After dinner we were treated to a photo slide presentation by one of our guests who is an award winning photographer, and who has had work published by National Geographic.

Today was spent at sea. We were very busy however, attending a series of lectures and talks. First was an orientation to snorkeling and the fitting of gear. This was followed by a slide show lecture on Indo Pacific coral reef biology. After a buffet lunch, Robin Tauck presented a preview of 2008 and 2009 Tauck programs throughout the world. Following was a presentation on Papua New Guinea history and culture, one on Douglas McArthur’s campaigns in Papua and New Guinea, and finally a briefing on tomorrow’s activities and a short talk on the Bird of Paradise. Some of the guests commented that it felt like being back in school, going to so many classes in one day.
Bats hanging out in Madang

More Madang market

Thursday, October 25, 2007

Watam Village

This morning we visited Watam, a village near the mouth of the Sepik River. Watam is a village of 300 people consisting of 7 clans each with its own leader and one chieftain. The villagers give us a royal welcome right from the start. As our Zodiacs approach, a boat of villagers decked out in full ceremonial garb comes out to greet us. Dancers are waiting on shore as well. After we make a procession led by a dragon costume, we witness a flag raising ceremony with the local children reciting the Lords Prayer and singing the Papua New Guinea National Anthem. There is then an exchange of gifts. Tauck home office employees and Orion passengers have all donated clothing and school supplies to be given to the village of Watam. Robin Tauck presents the goods and is given some bilum bags and necklaces in return. Costumed dancing goes on for the entire time of our visit. Representatives from other villages have come to Watam and brought their handicrafts for sale. Based on all the carvings, bags and necklaces brought back to the ship it appears the Orion passengers have made a significant contribution to the local economy today. We sadly have to leave Watam feeling as though we have made some new friends.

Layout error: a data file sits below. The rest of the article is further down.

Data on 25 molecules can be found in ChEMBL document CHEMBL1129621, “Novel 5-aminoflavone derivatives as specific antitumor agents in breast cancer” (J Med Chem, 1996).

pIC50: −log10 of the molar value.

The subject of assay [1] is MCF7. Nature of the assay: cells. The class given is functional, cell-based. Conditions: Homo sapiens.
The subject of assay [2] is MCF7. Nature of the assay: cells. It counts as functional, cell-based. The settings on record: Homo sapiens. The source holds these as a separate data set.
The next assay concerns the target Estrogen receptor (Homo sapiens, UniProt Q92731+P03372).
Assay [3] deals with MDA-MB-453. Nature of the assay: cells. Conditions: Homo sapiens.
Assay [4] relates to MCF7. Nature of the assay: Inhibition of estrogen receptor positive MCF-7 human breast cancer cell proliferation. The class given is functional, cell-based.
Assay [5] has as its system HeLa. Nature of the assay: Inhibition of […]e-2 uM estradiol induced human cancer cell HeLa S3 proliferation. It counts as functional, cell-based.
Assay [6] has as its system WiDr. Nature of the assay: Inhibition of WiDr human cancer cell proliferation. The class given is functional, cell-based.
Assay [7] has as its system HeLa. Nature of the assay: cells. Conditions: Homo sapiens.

In the afternoon we again embark the Zodiacs to enter the mouth of the Sepik River. The Sepik is one of the worlds great rivers running more than 800 miles from its origin in the mountain highlands. The Sepik has no delta and stains the sea brown for up to 30 miles. We can clearly see where the river water meets the sea. We spot several species of birds of prey along the river banks and in the trees. Also along the river banks grow the Sago Palm which is a food staple for the natives. The pulpy center of the tree is ground up and sifted through water to extract the starchy foodstuff.

Wednesday, October 24, 2007


The Orion is a magnificent ship. She is 318ft. long and accommodates a maximum of 106 guests. Those guests are served by 75 crew members which is a very high guest to crew ratio. For this Tauck voyage we have 79 passengers aboard. Orion is considered an expedition ship with an Ice Class Hull and 10 Zodiacs to get passengers to and from remote shore destinations. She draws only 12 ft. so can maneuver in shallow water. The Orion has a cruising speed of 15.5 knots.
Today we spent the day at sea on our way to Watam Village and the Sepik River. After breakfast we had a lengthy briefing on tomorrows destination followed by a presentation by Robin Tauck about Taucks World of Giving philanthropic program to enhance the people and places they visit. In the afternoon is a presentation by our onboard historian about the Pacific Campaign of World War II and how it affected Papua New Guinea.